I know how long it's taken to do 1 percent, but you can have more people counting the ballots than what they have. I think that's what they're going to do. They're going to enlarge the pool of people counting the ballots to shorten the time. But it's still -- it's going to take several days. But we're not in a crisis. So it takes several days. So what? The Electoral College doesn't meet until December the 18th. Surely it's worth it to wait a couple weeks to get an accurate count.


MATALIN: Several weeks. So you're agreeing it's going to take several weeks.

HARKIN: It may take -- if it takes two weeks, so what? So what? I mean, the Electoral College doesn't meet until December 18th. It is worth it to make sure that every vote is counted.

MATALIN: OK, let me ask you another basic principle that the governor asserted last night. Let me not put words in his mouth. This is the second basic principle Bush made last night.


BUSH: Each time these voting cards are handled, the potential for errors multiplies. Additional manual counts of votes that have been counted and recounted will make the process less accurate, not more so.


MATALIN: See, senator, this is not about counting votes -- excuse me -- it's about manufacturing votes because even after the governor spoke today the police confiscated 78 of those chads that just fell out. These were not devices meant to be manhandled and mangled and chads are just falling out. They're not randomly, they're falling out in favor of Gore.

HARKIN: They are, really?

MATALIN: That's not counting votes, that's manufacturing votes.


PRESS: The hanging chads.

HARKIN: The Bush chads don't fall out. I mean, this is sheer nonsense. All of this about the chads and stuff and the fact that if you handle a ballot it's going to -- something's going to happen to it. Look, you know, George Bush campaigned on this idea that he trusted people. Now it seems like he doesn't trust people at all. You know, these are people charged with a very serious charge and that is to count these ballots, and let's face it, this not happening behind closed doors. This is happening with Democrats and Republicans sitting side by side, with CNN there with their cameras. The whole world is watching. So this is an open, above board process.

PRESS: Senator, we get so involved in this -- in all of the details of how this is going, I think sometimes we're losing track of exactly what's happening in Florida and what's at stake. And I think that, senator, one of your colleagues, Senator Joe Lieberman, put his finger on right on it today. Please listen to what he had to say. Sums it right up.


SEN. JOSEPH LIEBERMAN (R-CT), VICE PRESIDENTIAL CANDIDATE: We think if all the votes in Florida are counted, not only will we have won the popular vote in America, Al Gore and I, but we will have carried the state of Florida and therefore the Electoral College and would have won the election.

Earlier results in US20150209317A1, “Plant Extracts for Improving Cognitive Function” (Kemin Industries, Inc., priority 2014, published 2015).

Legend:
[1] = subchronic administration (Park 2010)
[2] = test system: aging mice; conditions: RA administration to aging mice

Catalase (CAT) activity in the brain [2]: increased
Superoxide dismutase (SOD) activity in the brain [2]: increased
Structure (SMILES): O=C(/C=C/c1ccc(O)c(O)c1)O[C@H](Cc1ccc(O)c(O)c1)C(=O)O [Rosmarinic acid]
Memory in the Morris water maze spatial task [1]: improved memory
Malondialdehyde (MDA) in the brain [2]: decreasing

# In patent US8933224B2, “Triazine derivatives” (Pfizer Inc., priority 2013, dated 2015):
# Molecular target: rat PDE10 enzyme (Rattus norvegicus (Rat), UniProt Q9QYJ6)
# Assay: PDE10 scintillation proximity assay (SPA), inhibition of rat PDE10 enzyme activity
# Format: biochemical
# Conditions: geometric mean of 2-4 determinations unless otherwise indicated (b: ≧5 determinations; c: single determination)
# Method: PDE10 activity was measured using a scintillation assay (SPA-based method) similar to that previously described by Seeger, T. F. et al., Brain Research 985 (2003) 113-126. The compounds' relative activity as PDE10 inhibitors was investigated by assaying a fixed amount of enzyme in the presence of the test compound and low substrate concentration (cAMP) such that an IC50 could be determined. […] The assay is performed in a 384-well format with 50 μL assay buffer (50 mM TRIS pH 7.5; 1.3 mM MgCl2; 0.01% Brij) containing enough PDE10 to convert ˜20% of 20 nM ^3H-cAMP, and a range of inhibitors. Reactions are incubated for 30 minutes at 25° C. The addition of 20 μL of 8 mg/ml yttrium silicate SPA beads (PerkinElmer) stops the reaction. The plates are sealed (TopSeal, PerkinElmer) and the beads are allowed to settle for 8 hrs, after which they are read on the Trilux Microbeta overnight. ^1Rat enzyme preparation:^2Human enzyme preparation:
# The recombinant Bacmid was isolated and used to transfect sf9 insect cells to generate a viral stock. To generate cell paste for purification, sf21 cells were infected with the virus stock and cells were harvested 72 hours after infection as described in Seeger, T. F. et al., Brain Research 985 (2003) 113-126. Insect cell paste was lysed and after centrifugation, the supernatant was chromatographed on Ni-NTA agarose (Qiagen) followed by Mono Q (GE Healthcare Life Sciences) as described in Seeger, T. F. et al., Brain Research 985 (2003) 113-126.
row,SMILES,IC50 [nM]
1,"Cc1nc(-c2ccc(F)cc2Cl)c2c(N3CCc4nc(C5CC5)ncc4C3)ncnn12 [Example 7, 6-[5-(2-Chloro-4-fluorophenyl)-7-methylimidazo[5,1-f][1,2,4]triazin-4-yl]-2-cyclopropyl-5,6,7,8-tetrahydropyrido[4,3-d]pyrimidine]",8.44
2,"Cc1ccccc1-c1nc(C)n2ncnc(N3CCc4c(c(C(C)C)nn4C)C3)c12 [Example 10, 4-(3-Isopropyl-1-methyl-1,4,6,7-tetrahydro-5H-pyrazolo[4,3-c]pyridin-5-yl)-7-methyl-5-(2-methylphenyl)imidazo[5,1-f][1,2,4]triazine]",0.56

PRESS: Now, isn't that true that if all the votes are counted, Al Gore wins? If Bush is successful in not getting all votes counted, he wins and that's what this is all about, isn't it?

SEN. WILLIAM FRIST (R), TENNESSEE: There was an election. The votes were counted. They were counted. The votes in Florida were counted according to the rule of law in Florida and who won? Governor Bush won. A few days later, those votes, again in accordance with the law of Florida were recounted. Who won? Governor Bush won.

Now they've been count add second time and recounted a second time and in some counties a third time, and according to the rule of law in Florida that has been certificated just now two days ago, Governor Bush won once again. Al Gore wants to change the rules, not in accordance with the rule of law in Florida, had them counted yet another time. And he's going to keep doing that until he gets the results that he wants.

And the issue itself does boil down to what is fair and accurate. Governor Bush and I agree that a fair and accurate means that this manual count are not fair and accurate. You introduce bias. We heard just on this introduction this whole dimple. Does a dimple mean you did push it through or tried to vote or you started to and you hesitated and said, no, I don't want to vote for Governor Bush or Al Gore?


Let me just finish. Because bias -- I believe the potential for bias, the potential for human error, the potential for tampering is all introduced by these manual votes.

PRESS: We'll talk about these hand counts just a little bit later. But I want to came back to your basic premise here. Let's say I voted in Florida, OK, and that machine read that ballot and didn't register my vote. It went through the machine a second time. It did not register my vote. Did I vote in Florida? Did my vote count? No.